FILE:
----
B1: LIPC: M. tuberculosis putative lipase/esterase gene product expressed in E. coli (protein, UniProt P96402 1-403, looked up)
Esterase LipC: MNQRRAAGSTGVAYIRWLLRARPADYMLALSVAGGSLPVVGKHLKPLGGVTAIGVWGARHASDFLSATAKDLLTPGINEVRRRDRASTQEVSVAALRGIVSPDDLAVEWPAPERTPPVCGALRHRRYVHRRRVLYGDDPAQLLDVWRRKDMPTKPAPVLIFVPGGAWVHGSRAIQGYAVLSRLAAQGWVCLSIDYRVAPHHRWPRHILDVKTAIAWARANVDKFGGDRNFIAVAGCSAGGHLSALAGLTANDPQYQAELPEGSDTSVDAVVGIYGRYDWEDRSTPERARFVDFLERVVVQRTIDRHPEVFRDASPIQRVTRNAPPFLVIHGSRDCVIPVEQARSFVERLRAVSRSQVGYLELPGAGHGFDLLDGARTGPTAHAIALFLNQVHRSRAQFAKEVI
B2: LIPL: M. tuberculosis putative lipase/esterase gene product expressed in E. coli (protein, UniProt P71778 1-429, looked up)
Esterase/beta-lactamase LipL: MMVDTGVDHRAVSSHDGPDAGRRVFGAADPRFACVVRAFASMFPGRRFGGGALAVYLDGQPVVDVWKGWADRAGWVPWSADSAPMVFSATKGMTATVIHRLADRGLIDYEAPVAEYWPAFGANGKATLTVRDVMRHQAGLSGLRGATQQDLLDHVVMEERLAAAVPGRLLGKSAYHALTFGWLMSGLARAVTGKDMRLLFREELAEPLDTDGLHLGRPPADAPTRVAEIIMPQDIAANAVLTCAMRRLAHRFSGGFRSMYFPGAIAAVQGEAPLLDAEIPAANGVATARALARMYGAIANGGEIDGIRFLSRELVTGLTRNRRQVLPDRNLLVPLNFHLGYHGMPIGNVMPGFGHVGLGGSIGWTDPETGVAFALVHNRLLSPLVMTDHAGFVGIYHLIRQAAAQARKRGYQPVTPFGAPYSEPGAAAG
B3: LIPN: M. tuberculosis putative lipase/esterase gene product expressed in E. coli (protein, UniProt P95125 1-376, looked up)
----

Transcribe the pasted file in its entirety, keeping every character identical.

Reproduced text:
B1: LIPC: M. tuberculosis putative lipase/esterase gene product expressed in E. coli (protein, UniProt P96402 1-403, looked up)
Esterase LipC: MNQRRAAGSTGVAYIRWLLRARPADYMLALSVAGGSLPVVGKHLKPLGGVTAIGVWGARHASDFLSATAKDLLTPGINEVRRRDRASTQEVSVAALRGIVSPDDLAVEWPAPERTPPVCGALRHRRYVHRRRVLYGDDPAQLLDVWRRKDMPTKPAPVLIFVPGGAWVHGSRAIQGYAVLSRLAAQGWVCLSIDYRVAPHHRWPRHILDVKTAIAWARANVDKFGGDRNFIAVAGCSAGGHLSALAGLTANDPQYQAELPEGSDTSVDAVVGIYGRYDWEDRSTPERARFVDFLERVVVQRTIDRHPEVFRDASPIQRVTRNAPPFLVIHGSRDCVIPVEQARSFVERLRAVSRSQVGYLELPGAGHGFDLLDGARTGPTAHAIALFLNQVHRSRAQFAKEVI
B2: LIPL: M. tuberculosis putative lipase/esterase gene product expressed in E. coli (protein, UniProt P71778 1-429, looked up)
Esterase/beta-lactamase LipL: MMVDTGVDHRAVSSHDGPDAGRRVFGAADPRFACVVRAFASMFPGRRFGGGALAVYLDGQPVVDVWKGWADRAGWVPWSADSAPMVFSATKGMTATVIHRLADRGLIDYEAPVAEYWPAFGANGKATLTVRDVMRHQAGLSGLRGATQQDLLDHVVMEERLAAAVPGRLLGKSAYHALTFGWLMSGLARAVTGKDMRLLFREELAEPLDTDGLHLGRPPADAPTRVAEIIMPQDIAANAVLTCAMRRLAHRFSGGFRSMYFPGAIAAVQGEAPLLDAEIPAANGVATARALARMYGAIANGGEIDGIRFLSRELVTGLTRNRRQVLPDRNLLVPLNFHLGYHGMPIGNVMPGFGHVGLGGSIGWTDPETGVAFALVHNRLLSPLVMTDHAGFVGIYHLIRQAAAQARKRGYQPVTPFGAPYSEPGAAAG
B3: LIPN: M. tuberculosis putative lipase/esterase gene product expressed in E. coli (protein, UniProt P95125 1-376, looked up)